Meanwhile, Back at the Ranch
By Liz Taylor
March 26, 1980
Mouse River Farmers Press
Someone said they were surprised that I had taken off for an Alaskan visit in March. I replied that I was surprised at myself, but one of the reasons I decided to visit my sister and her husband on the happy occasion of their 25th wedding anniversary was because my mother had never been able to go to California to visit her two sisters there, except on one occasion. In the 1940’s she did go and spend some time with her sister, Anna, during the final stages of a terminal illness, and returned home after Anna’s funeral. What a sad occasion for a visit. How much better to go for a party and take flowers to the living.
The day after I arrived in Petersburg was Sigrid’s birthday, March 8th. About two dozen women and a couple of men, showed up at her home at various times during the day bringing gifts and staying to drink coffee. Someone asked if we did this in Towner, and I said I could not speak for everyone, but if that many people showed up for my birthday, I would be sure it was my last, and that they knew it.
On the night of March 8, Sigrid and Harold and I went to the home of Marlene and Dave Cushing for supper. They had been invited about 10 days before for a birthday dinner. When we arrived at the Cushing’s new home there were no strange cars in the driveway and we walked in. The first thing Sigrid and Harold within the house was a beautifully decorated anniversary cake made by their daughter, Karen, and in the darkened living room were their children, Karen, Harold, Michael, and Kirsten, and a number of friends. More friends arrived later to share in the food and hospitality.
It was a lovely party and a surprise to Sigrid and Harold. Their children had worked hard and planned well. Besides doing a lot of cooking and baking with the help of friends to surprise and honor their parents on this day! Actually, their anniversary date was March 15, but they planned to be out of town on that date, so the party was held a week early.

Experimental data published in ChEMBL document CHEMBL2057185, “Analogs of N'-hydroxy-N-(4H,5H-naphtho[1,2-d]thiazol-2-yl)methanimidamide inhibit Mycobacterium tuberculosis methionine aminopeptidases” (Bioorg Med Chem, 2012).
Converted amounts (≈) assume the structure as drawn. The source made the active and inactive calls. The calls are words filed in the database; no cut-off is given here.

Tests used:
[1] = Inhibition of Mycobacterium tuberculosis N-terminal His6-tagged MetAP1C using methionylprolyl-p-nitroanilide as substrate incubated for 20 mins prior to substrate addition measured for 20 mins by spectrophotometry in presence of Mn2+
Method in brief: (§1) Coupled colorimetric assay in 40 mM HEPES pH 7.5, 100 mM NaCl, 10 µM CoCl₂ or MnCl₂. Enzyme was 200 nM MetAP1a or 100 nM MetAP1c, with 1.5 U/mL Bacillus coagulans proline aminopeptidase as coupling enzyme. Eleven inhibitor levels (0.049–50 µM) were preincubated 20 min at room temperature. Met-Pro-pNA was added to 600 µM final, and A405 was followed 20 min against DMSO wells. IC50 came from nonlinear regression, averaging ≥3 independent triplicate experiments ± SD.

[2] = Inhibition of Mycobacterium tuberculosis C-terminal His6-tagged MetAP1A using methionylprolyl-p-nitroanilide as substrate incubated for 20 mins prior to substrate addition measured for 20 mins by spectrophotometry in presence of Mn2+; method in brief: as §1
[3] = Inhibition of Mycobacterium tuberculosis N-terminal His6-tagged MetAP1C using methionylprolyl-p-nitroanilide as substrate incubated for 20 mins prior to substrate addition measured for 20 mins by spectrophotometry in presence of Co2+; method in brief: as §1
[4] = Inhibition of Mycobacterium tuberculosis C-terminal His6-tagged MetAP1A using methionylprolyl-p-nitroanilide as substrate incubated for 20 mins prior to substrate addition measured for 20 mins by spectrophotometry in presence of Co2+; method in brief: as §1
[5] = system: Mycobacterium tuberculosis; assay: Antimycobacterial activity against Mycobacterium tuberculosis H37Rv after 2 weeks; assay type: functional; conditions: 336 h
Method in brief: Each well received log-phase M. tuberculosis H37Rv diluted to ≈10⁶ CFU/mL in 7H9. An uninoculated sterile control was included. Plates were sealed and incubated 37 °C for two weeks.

Petersburg is a very hospitable town, as are all the Alaska towns I have visited since my first trip north in 1957. Indeed, the hospitality of Alaskans reminds me of that of North Dakotans, open, friendly, and sincere. Of course, we have all met folks from other states who could easily pass as Alaskans or Dakotans because of their warm and friendly ways.
Most of my week or so in Petersburg was spent visiting with family and new and old acquaintances. The highlight of my stay though, was a “cook fishing” trip with Harold, Sr., Kirsten, Mike, and a neighbor, Caspar Westre.
We left Petersburg boat docks around 8 a.m. on a quiet morning on Harold’s 45 foot diesel powered halibut boat, “Provider II.” A light wet snow was falling but no wind. Indeed, wind is quite uncommon in this area. The upper slopes of the mountains on shore disappeared in clouds and mist as we moved out into Frederick Sound. We saw an occasional robin’s egg blue ice berg and a boat or two as we proceeded to where the cod fishing would take place.
Preparations had been made in advance—netting herring for bait, preparing the lines and hooks. Mike and Caspar were busy playing out about 1,500 fathoms of baited ground line, perhaps 400 hooks on lines about 30 feet apart made up these lines and it took some time. A line anchor and colorful floats followed and then we moved on to anchor near Sukoi Islets off Kupreanoff Island. We sat in the galley and drank coffee and ate sandwiches; the boat motor was shut off and the oil fueled stove warmed us enough to remove our slickers, or oil skins as they call them.
Actually, I was never cold on deck either. We dressed warmly in the morning and as the clouds lifted by afternoon, we were basking in sunshine and admiring the snowy reaches of Beacon Point and other mountains in this area. Usually, a fishing trip for halibut, etc., is much further out than the five miles we went out for cod, but we wanted to make a trip that would get us there and back the same day.